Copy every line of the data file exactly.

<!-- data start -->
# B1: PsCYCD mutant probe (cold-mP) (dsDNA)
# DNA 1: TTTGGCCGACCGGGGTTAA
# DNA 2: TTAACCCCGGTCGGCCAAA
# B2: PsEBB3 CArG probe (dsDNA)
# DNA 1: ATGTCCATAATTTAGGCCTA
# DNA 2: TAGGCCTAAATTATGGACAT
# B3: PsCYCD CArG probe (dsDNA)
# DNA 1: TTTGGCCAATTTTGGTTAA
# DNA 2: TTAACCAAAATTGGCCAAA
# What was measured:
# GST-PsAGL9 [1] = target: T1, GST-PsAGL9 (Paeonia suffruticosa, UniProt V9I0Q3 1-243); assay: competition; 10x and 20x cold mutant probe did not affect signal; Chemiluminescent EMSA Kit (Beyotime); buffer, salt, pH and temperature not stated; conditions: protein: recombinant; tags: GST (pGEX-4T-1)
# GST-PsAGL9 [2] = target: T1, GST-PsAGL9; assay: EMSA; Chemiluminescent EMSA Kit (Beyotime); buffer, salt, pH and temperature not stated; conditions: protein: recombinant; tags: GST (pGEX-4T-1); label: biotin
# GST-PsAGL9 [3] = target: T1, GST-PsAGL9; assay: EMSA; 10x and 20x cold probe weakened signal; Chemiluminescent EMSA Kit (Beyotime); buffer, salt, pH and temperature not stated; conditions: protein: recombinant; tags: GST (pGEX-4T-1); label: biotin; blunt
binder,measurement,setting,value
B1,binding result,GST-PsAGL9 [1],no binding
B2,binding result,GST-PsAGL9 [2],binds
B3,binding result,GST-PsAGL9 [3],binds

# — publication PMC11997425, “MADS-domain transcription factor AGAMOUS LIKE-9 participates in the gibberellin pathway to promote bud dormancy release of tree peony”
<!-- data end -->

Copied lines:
# B1: PsCYCD mutant probe (cold-mP) (dsDNA)
# DNA 1: TTTGGCCGACCGGGGTTAA
# DNA 2: TTAACCCCGGTCGGCCAAA
# B2: PsEBB3 CArG probe (dsDNA)
# DNA 1: ATGTCCATAATTTAGGCCTA
# DNA 2: TAGGCCTAAATTATGGACAT
# B3: PsCYCD CArG probe (dsDNA)
# DNA 1: TTTGGCCAATTTTGGTTAA
# DNA 2: TTAACCAAAATTGGCCAAA
# What was measured:
# GST-PsAGL9 [1] = target: T1, GST-PsAGL9 (Paeonia suffruticosa, UniProt V9I0Q3 1-243); assay: competition; 10x and 20x cold mutant probe did not affect signal; Chemiluminescent EMSA Kit (Beyotime); buffer, salt, pH and temperature not stated; conditions: protein: recombinant; tags: GST (pGEX-4T-1)
# GST-PsAGL9 [2] = target: T1, GST-PsAGL9; assay: EMSA; Chemiluminescent EMSA Kit (Beyotime); buffer, salt, pH and temperature not stated; conditions: protein: recombinant; tags: GST (pGEX-4T-1); label: biotin
# GST-PsAGL9 [3] = target: T1, GST-PsAGL9; assay: EMSA; 10x and 20x cold probe weakened signal; Chemiluminescent EMSA Kit (Beyotime); buffer, salt, pH and temperature not stated; conditions: protein: recombinant; tags: GST (pGEX-4T-1); label: biotin; blunt
binder,measurement,setting,value
B1,binding result,GST-PsAGL9 [1],no binding
B2,binding result,GST-PsAGL9 [2],binds
B3,binding result,GST-PsAGL9 [3],binds

# — publication PMC11997425, “MADS-domain transcription factor AGAMOUS LIKE-9 participates in the gibberellin pathway to promote bud dormancy release of tree peony”